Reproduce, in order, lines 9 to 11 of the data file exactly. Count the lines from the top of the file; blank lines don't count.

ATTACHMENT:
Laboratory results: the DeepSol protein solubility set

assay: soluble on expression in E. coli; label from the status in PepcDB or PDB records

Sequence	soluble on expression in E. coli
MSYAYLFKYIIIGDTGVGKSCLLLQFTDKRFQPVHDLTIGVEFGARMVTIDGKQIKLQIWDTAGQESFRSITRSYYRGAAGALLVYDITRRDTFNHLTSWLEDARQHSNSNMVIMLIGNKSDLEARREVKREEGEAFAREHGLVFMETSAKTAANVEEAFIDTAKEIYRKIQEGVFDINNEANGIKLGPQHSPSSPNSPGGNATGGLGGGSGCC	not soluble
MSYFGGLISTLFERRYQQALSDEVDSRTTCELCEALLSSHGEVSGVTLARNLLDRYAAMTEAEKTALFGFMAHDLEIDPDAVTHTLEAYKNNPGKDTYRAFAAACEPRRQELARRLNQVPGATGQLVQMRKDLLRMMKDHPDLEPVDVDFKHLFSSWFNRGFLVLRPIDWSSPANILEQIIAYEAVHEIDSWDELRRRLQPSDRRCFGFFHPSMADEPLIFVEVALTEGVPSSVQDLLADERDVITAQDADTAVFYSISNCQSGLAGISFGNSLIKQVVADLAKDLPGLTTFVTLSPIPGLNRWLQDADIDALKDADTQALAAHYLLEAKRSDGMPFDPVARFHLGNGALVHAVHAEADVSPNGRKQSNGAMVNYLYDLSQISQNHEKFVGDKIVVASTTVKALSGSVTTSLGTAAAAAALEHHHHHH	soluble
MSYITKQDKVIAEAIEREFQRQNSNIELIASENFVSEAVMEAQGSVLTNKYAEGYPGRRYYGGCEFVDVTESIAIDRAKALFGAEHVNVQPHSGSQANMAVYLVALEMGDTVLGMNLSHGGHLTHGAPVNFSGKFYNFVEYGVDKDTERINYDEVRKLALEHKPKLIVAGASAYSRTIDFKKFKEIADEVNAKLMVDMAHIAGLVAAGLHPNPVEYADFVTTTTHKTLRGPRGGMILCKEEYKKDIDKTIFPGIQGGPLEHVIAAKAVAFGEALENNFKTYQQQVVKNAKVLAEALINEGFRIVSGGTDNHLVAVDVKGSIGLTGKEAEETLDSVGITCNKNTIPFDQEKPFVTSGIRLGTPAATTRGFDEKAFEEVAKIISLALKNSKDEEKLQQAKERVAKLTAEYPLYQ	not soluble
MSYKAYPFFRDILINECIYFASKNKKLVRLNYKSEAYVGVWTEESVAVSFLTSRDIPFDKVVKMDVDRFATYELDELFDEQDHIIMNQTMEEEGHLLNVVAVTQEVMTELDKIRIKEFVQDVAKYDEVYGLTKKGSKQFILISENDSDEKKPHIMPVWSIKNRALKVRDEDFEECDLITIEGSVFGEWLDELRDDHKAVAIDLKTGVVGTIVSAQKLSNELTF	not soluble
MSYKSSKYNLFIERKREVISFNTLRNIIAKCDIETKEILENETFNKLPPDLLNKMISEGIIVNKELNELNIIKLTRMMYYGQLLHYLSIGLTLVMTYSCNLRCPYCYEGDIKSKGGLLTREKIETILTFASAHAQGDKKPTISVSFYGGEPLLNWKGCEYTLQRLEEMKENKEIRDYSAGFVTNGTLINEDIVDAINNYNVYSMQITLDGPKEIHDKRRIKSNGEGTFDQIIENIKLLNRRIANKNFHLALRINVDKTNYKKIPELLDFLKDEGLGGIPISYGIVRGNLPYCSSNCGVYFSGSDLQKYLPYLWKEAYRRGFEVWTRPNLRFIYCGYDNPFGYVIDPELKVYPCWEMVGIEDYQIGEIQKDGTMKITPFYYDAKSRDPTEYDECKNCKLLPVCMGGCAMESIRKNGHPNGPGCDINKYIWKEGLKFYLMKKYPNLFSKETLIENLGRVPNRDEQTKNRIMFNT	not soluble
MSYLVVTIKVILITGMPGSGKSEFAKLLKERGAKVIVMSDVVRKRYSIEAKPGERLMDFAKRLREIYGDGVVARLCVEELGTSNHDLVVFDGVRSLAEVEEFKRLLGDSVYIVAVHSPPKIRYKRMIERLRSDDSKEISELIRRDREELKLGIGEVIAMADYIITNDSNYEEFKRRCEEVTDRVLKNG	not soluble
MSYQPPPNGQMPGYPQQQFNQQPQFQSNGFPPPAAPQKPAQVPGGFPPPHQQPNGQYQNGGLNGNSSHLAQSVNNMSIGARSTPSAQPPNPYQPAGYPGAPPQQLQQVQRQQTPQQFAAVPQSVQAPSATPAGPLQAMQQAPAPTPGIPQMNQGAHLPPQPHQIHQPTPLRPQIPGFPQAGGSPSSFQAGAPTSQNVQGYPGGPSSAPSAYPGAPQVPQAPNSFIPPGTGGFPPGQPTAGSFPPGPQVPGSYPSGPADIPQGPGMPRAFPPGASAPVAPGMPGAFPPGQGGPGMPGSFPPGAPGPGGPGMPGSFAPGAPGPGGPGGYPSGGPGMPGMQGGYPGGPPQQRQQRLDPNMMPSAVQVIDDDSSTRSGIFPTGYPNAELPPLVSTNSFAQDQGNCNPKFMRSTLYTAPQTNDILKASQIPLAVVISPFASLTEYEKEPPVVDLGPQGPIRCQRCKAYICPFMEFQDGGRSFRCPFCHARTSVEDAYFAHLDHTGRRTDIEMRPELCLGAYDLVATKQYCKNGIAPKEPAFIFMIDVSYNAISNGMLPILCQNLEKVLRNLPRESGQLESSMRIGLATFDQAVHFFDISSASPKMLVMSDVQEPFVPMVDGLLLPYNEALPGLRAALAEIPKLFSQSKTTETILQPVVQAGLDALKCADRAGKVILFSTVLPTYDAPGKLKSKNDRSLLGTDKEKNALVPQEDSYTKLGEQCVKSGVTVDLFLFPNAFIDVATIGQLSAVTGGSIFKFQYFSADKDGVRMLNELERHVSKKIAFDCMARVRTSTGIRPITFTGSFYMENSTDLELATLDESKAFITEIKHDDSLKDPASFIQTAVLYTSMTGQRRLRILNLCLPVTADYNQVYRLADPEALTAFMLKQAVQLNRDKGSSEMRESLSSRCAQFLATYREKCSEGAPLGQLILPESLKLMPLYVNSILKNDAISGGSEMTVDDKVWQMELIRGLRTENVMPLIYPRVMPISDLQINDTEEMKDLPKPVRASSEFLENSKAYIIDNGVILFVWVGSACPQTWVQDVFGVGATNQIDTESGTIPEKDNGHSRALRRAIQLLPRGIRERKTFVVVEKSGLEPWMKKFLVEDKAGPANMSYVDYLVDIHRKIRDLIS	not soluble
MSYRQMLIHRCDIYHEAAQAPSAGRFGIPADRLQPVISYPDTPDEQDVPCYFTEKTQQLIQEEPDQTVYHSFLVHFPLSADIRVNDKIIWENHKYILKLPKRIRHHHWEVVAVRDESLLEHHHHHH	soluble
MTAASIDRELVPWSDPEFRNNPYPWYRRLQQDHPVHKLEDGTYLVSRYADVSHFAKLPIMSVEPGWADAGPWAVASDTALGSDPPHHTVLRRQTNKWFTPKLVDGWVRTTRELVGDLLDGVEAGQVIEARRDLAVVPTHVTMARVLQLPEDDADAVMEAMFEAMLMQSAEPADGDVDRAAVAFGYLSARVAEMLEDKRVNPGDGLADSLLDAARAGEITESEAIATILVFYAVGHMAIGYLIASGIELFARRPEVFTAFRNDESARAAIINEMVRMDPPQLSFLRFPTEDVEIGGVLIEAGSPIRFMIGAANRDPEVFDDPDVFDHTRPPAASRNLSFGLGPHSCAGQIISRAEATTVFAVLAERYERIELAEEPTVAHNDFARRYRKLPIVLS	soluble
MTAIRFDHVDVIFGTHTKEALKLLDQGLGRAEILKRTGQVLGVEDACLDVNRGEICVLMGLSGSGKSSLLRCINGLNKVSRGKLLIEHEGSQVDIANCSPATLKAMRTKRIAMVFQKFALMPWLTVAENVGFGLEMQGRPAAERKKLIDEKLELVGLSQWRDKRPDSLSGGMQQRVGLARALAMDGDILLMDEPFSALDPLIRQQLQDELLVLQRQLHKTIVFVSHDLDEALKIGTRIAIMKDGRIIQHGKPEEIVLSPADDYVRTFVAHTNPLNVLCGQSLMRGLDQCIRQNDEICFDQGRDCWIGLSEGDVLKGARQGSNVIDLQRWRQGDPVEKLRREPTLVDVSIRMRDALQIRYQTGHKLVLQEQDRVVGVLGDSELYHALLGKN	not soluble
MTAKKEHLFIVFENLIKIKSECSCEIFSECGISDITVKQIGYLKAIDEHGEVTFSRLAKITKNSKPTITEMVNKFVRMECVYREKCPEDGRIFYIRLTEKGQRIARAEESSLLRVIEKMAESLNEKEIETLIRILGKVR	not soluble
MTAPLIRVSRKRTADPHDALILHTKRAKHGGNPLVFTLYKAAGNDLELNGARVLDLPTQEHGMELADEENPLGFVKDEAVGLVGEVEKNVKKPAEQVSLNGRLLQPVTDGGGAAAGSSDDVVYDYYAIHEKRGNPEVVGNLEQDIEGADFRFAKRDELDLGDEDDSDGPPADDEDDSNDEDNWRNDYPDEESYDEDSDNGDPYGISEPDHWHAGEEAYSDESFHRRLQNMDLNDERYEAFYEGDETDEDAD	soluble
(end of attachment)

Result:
MSYLVVTIKVILITGMPGSGKSEFAKLLKERGAKVIVMSDVVRKRYSIEAKPGERLMDFAKRLREIYGDGVVARLCVEELGTSNHDLVVFDGVRSLAEVEEFKRLLGDSVYIVAVHSPPKIRYKRMIERLRSDDSKEISELIRRDREELKLGIGEVIAMADYIITNDSNYEEFKRRCEEVTDRVLKNG	not soluble
MSYQPPPNGQMPGYPQQQFNQQPQFQSNGFPPPAAPQKPAQVPGGFPPPHQQPNGQYQNGGLNGNSSHLAQSVNNMSIGARSTPSAQPPNPYQPAGYPGAPPQQLQQVQRQQTPQQFAAVPQSVQAPSATPAGPLQAMQQAPAPTPGIPQMNQGAHLPPQPHQIHQPTPLRPQIPGFPQAGGSPSSFQAGAPTSQNVQGYPGGPSSAPSAYPGAPQVPQAPNSFIPPGTGGFPPGQPTAGSFPPGPQVPGSYPSGPADIPQGPGMPRAFPPGASAPVAPGMPGAFPPGQGGPGMPGSFPPGAPGPGGPGMPGSFAPGAPGPGGPGGYPSGGPGMPGMQGGYPGGPPQQRQQRLDPNMMPSAVQVIDDDSSTRSGIFPTGYPNAELPPLVSTNSFAQDQGNCNPKFMRSTLYTAPQTNDILKASQIPLAVVISPFASLTEYEKEPPVVDLGPQGPIRCQRCKAYICPFMEFQDGGRSFRCPFCHARTSVEDAYFAHLDHTGRRTDIEMRPELCLGAYDLVATKQYCKNGIAPKEPAFIFMIDVSYNAISNGMLPILCQNLEKVLRNLPRESGQLESSMRIGLATFDQAVHFFDISSASPKMLVMSDVQEPFVPMVDGLLLPYNEALPGLRAALAEIPKLFSQSKTTETILQPVVQAGLDALKCADRAGKVILFSTVLPTYDAPGKLKSKNDRSLLGTDKEKNALVPQEDSYTKLGEQCVKSGVTVDLFLFPNAFIDVATIGQLSAVTGGSIFKFQYFSADKDGVRMLNELERHVSKKIAFDCMARVRTSTGIRPITFTGSFYMENSTDLELATLDESKAFITEIKHDDSLKDPASFIQTAVLYTSMTGQRRLRILNLCLPVTADYNQVYRLADPEALTAFMLKQAVQLNRDKGSSEMRESLSSRCAQFLATYREKCSEGAPLGQLILPESLKLMPLYVNSILKNDAISGGSEMTVDDKVWQMELIRGLRTENVMPLIYPRVMPISDLQINDTEEMKDLPKPVRASSEFLENSKAYIIDNGVILFVWVGSACPQTWVQDVFGVGATNQIDTESGTIPEKDNGHSRALRRAIQLLPRGIRERKTFVVVEKSGLEPWMKKFLVEDKAGPANMSYVDYLVDIHRKIRDLIS	not soluble
MSYRQMLIHRCDIYHEAAQAPSAGRFGIPADRLQPVISYPDTPDEQDVPCYFTEKTQQLIQEEPDQTVYHSFLVHFPLSADIRVNDKIIWENHKYILKLPKRIRHHHWEVVAVRDESLLEHHHHHH	soluble